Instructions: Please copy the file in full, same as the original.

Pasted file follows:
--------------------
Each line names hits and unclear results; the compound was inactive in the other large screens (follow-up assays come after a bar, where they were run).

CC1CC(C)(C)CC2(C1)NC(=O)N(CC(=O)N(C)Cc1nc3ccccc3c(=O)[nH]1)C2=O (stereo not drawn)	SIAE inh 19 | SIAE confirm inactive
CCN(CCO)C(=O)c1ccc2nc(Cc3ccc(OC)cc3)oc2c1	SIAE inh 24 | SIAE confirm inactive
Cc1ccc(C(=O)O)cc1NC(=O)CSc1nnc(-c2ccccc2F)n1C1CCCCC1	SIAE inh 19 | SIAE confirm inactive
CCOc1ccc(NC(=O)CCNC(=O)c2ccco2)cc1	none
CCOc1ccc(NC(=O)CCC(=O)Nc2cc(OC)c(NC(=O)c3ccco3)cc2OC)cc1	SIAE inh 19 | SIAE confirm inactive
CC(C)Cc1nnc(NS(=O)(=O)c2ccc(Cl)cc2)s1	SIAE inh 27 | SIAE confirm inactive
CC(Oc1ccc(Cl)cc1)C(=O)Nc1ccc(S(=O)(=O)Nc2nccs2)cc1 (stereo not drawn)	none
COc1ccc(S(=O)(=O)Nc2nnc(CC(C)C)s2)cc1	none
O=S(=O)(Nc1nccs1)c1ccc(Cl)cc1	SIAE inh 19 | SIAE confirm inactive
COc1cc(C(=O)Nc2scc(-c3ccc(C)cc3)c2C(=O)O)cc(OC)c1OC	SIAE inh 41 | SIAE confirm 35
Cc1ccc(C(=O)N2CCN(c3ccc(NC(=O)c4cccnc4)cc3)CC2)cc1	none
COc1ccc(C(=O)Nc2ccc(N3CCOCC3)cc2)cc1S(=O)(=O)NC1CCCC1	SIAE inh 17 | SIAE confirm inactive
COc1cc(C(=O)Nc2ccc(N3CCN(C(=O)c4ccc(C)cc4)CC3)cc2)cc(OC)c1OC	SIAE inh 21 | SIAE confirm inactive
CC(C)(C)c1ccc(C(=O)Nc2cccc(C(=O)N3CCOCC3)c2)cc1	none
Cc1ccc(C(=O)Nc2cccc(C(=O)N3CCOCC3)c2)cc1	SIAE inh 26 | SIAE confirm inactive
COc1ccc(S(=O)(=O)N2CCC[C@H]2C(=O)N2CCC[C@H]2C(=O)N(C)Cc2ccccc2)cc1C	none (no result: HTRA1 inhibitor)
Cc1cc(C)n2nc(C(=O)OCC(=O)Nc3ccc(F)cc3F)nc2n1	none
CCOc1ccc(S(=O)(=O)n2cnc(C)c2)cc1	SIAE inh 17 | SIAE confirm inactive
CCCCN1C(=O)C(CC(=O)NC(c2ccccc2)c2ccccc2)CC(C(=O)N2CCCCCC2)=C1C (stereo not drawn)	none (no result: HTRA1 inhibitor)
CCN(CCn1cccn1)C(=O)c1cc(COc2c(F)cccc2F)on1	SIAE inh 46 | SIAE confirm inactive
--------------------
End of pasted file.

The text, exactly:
Each line names hits and unclear results; the compound was inactive in the other large screens (follow-up assays come after a bar, where they were run).

CC1CC(C)(C)CC2(C1)NC(=O)N(CC(=O)N(C)Cc1nc3ccccc3c(=O)[nH]1)C2=O (stereo not drawn)	SIAE inh 19 | SIAE confirm inactive
CCN(CCO)C(=O)c1ccc2nc(Cc3ccc(OC)cc3)oc2c1	SIAE inh 24 | SIAE confirm inactive
Cc1ccc(C(=O)O)cc1NC(=O)CSc1nnc(-c2ccccc2F)n1C1CCCCC1	SIAE inh 19 | SIAE confirm inactive
CCOc1ccc(NC(=O)CCNC(=O)c2ccco2)cc1	none
CCOc1ccc(NC(=O)CCC(=O)Nc2cc(OC)c(NC(=O)c3ccco3)cc2OC)cc1	SIAE inh 19 | SIAE confirm inactive
CC(C)Cc1nnc(NS(=O)(=O)c2ccc(Cl)cc2)s1	SIAE inh 27 | SIAE confirm inactive
CC(Oc1ccc(Cl)cc1)C(=O)Nc1ccc(S(=O)(=O)Nc2nccs2)cc1 (stereo not drawn)	none
COc1ccc(S(=O)(=O)Nc2nnc(CC(C)C)s2)cc1	none
O=S(=O)(Nc1nccs1)c1ccc(Cl)cc1	SIAE inh 19 | SIAE confirm inactive
COc1cc(C(=O)Nc2scc(-c3ccc(C)cc3)c2C(=O)O)cc(OC)c1OC	SIAE inh 41 | SIAE confirm 35
Cc1ccc(C(=O)N2CCN(c3ccc(NC(=O)c4cccnc4)cc3)CC2)cc1	none
COc1ccc(C(=O)Nc2ccc(N3CCOCC3)cc2)cc1S(=O)(=O)NC1CCCC1	SIAE inh 17 | SIAE confirm inactive
COc1cc(C(=O)Nc2ccc(N3CCN(C(=O)c4ccc(C)cc4)CC3)cc2)cc(OC)c1OC	SIAE inh 21 | SIAE confirm inactive
CC(C)(C)c1ccc(C(=O)Nc2cccc(C(=O)N3CCOCC3)c2)cc1	none
Cc1ccc(C(=O)Nc2cccc(C(=O)N3CCOCC3)c2)cc1	SIAE inh 26 | SIAE confirm inactive
COc1ccc(S(=O)(=O)N2CCC[C@H]2C(=O)N2CCC[C@H]2C(=O)N(C)Cc2ccccc2)cc1C	none (no result: HTRA1 inhibitor)
Cc1cc(C)n2nc(C(=O)OCC(=O)Nc3ccc(F)cc3F)nc2n1	none
CCOc1ccc(S(=O)(=O)n2cnc(C)c2)cc1	SIAE inh 17 | SIAE confirm inactive
CCCCN1C(=O)C(CC(=O)NC(c2ccccc2)c2ccccc2)CC(C(=O)N2CCCCCC2)=C1C (stereo not drawn)	none (no result: HTRA1 inhibitor)
CCN(CCn1cccn1)C(=O)c1cc(COc2c(F)cccc2F)on1	SIAE inh 46 | SIAE confirm inactive